- Fixed Amount
- A fixed-amount grant provides the funder a specific level of support without regard to actual costs incurred by the recipient —for example, a grant based on milestone (i.e., payment is based on completion of an activity). Following funder review of a detailed budget to assess the validity of proposed expenses, prices are assigned to each milestone or deliverable by the parties. The assigned prices cannot change once confirmed in the fully executed grant.
- This payment type is suitable for short-term projects with well-defined scopes. Accountability is primarily based on performance and results.
A contract is a legal instrument to acquire goods or services for the funder’s direct benefit or use.
The purpose of a contract is the exchange of funds for good or services. The relationship between entities is defined by procurement, with the funder as a buyer and vendor as a seller; furthermore, it is directive and transactional. The contractor’s primary responsibility is to satisfy the funder.
Contract Payment Types
- Cost Reimbursement
- A cost reimbursable (CR) contract provides payment of allowable incurred costs to the extent (e.g., total cost or ceiling) prescribed in the contract. This payment type also lends itself well to multi-year grants for which quick start-up is needed, but the scope of work for later years is not fully defined. Reconciliation of costs via financial reporting also make it possible to issue advances (up to 20%) when needed and ensure contractors have adequate cash on hand to complete activities.
- Fixed Firm Price
- A fixed firm price (FFP) contract provides payment that is not subject to any adjustment on the basis of the contractor’s cost experience in performing the contract. Accountability is primarily based on performance and results. Payment is based on funder acceptance of the designated outputs.
There are different levels of contracting, which are defined by how far an entity is from the original source of funding (i.e., a tier). After first, second or third tier, the term used to describe the entity within a tier will also indicate the contracting vehicle. The level of technical involvement and oversight by a pass-through entity will vary depending on the funding type.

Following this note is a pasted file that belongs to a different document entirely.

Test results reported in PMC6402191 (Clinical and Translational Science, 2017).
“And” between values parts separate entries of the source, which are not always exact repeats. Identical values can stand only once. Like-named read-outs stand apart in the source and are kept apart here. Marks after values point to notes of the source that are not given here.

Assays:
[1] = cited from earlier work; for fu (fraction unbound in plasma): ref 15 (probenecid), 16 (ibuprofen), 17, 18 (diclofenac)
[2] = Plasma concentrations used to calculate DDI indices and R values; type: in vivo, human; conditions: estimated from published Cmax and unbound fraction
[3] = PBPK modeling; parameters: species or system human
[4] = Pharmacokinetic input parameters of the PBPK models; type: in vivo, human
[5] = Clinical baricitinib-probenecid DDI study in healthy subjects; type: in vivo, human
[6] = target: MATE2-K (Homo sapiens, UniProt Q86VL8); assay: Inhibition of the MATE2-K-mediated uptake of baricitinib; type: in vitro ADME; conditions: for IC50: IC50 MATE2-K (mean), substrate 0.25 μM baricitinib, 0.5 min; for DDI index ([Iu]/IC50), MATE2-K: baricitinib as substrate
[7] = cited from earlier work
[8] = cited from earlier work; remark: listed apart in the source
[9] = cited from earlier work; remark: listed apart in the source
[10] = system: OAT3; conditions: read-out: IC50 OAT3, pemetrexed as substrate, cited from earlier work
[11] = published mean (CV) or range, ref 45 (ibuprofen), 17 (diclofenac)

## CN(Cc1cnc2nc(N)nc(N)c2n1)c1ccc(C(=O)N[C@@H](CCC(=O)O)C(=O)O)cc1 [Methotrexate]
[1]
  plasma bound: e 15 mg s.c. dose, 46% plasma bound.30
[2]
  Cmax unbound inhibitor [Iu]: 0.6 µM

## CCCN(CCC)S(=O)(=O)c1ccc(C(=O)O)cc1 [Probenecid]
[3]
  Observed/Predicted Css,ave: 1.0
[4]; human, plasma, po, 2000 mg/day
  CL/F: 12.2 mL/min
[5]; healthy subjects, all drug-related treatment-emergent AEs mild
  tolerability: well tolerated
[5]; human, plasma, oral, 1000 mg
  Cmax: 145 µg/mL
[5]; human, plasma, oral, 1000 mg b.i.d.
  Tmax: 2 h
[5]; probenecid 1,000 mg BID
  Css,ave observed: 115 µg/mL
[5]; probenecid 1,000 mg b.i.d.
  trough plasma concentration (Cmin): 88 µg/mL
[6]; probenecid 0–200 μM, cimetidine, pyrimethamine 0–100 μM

If an entity is engaging in a subaward, the entity may be referred to as a pass-through entity. A pass-through entity will describe an entity at any tier between the funder(s) and the last point of funding.
The first-tier entity receives funding directly from the funder and is referred to as a prime awardee. In a grant, the funder may be referred to as a donor and the awardee as prime recipient. In a contract, the funder may be referred to as a buyer and the awardee the prime contractor. The prime has a direct relationship with the funding entity—hence, first tier. For example, PATH is the first-tier or prime awardee for Digital Square.
If the prime recipient or contractor requires external inputs to accomplish the work required by the funder, the prime may, if allowable per the terms of the grant (as a recipient) or the contract (as a contractor), engage another entity to perform the designated work. This makes the prime a pass-through entity, as funds are passing through it to another entity.
The second-tier entity that receives funding from the prime is referred to as a subawardee. The prime will determine the contracting vehicle (e.g., grant or contract) which in turn will indicate whether the subawardee is a subrecipient receiving a subagreement or subcontractor receiving a subcontract.
If the prime employs a grant (i.e., subagreement), the subrecipient should expect a greater level of technical oversight. If the prime offers a contract (i.e., subcontract), the subcontractor should expect a limited level of technical oversight.